The Precambrian era lasted nearly 4,000 million years long, but that’s nothing compared to the amount of time it takes for my wife to say goodbye to people. I believe this is a shared maternal trait, which is why I’ve created the Two-Minute Warnings for Mom.
I love my wife, and you would too if you met her. She is one of the most giving, generous, loving people to ever walk the planet. However, her abundance of love, caring, and indefatigable worrying sometimes can hinder progress.
Consider this dialogue I overhead as my son was heading out the door:
“Good-bye, son! I love you.”
“Love you too mom.”
“Ok, I will.”
“Text us if you’re going anywhere else.”
“Love you too, mom.”
“Oh, be careful, ok?”
“Ok, mom, I will.”
“See you soon!”
“Ok, see you.”
“Be careful and remember, we love you!”
The trip my son was embarking on was a 35-foot journey to end of the driveway to get the mail. Junior didn’t get to the mailbox until the next day, and the mailman had already made the rounds again.
My family was nearing the breaking point, and I needed to act quickly. Which is why I implemented the two-minute warning for Moms.
Get ready, Mom. You’ve got two minutes.
The two-minute warning follows the same protocol used by the National Football League. When the family is two-minutes away from leaving, a time-out is given, which serves as notice to all moms that they will have two-minutes to deliver their “I love yous” and “be carefuls.”
At a family meeting, the two-minute warning was approved by a 3-1 vote (guess who dissented.)
I was so overjoyed by this prospect, that I posted notice of it on Facebook. The two-minute warning went viral, as dads from all corners of the globe agreed it was a brilliant idea.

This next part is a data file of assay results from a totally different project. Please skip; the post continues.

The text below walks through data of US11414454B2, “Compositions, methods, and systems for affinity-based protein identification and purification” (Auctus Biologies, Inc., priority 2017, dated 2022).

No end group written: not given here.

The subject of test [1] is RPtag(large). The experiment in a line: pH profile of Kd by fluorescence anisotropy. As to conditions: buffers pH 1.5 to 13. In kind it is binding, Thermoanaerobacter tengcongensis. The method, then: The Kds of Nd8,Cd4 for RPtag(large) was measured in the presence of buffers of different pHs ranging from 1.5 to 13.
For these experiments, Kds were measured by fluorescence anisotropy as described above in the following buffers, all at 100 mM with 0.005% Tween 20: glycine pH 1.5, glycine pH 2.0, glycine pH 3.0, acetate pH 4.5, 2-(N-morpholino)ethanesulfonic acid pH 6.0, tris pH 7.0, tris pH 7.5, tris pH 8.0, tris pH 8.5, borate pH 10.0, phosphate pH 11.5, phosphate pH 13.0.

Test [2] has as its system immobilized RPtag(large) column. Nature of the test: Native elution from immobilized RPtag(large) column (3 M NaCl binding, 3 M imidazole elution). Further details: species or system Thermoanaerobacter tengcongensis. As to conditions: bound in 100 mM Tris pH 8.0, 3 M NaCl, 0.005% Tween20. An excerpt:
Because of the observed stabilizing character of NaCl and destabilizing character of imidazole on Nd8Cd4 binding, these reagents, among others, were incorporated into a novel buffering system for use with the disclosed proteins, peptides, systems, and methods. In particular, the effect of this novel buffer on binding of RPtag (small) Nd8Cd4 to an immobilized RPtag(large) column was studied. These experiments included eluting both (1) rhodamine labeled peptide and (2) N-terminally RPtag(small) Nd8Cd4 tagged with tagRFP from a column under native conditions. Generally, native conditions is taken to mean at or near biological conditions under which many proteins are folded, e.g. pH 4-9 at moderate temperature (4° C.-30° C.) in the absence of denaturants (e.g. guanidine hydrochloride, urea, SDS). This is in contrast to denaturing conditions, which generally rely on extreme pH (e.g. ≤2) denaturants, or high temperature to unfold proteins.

But as we all know, you should never underestimate the power of a woman scorned.
The day after the landmark vote, my son announced he was going to get the mail. He sounded the two-minute warning with a smile on his face.
My wife, instead of berating him with “I love yous” and “be carefuls” ran upstairs. We heard some rummaging from our room, and then she was back down, standing next to us with something held by behind her back.
I counted down the two-minutes, and as the clock hit :01, my wife pulled a pair of handcuffs from behind her back and slapped one my boy’s wrist, the other on hers.
“Ok, honey, I love you,” she said.
The boy shrugged and headed out the door, dragging my wife behind him like one of the nuclear power plant protestors.
When I looked down the street, I saw sons and daughters dragging handcuffed moms behind them. On the news, it was reported that mothers were being dragged through shopping malls, to movie theaters, and outside to get the mail.
In the end, I think kids can rejoice. Yes, the two-minute warning didn’t work exactly as planned, but at least you’re getting to movies and the mailbox on time, handcuffed mom and all.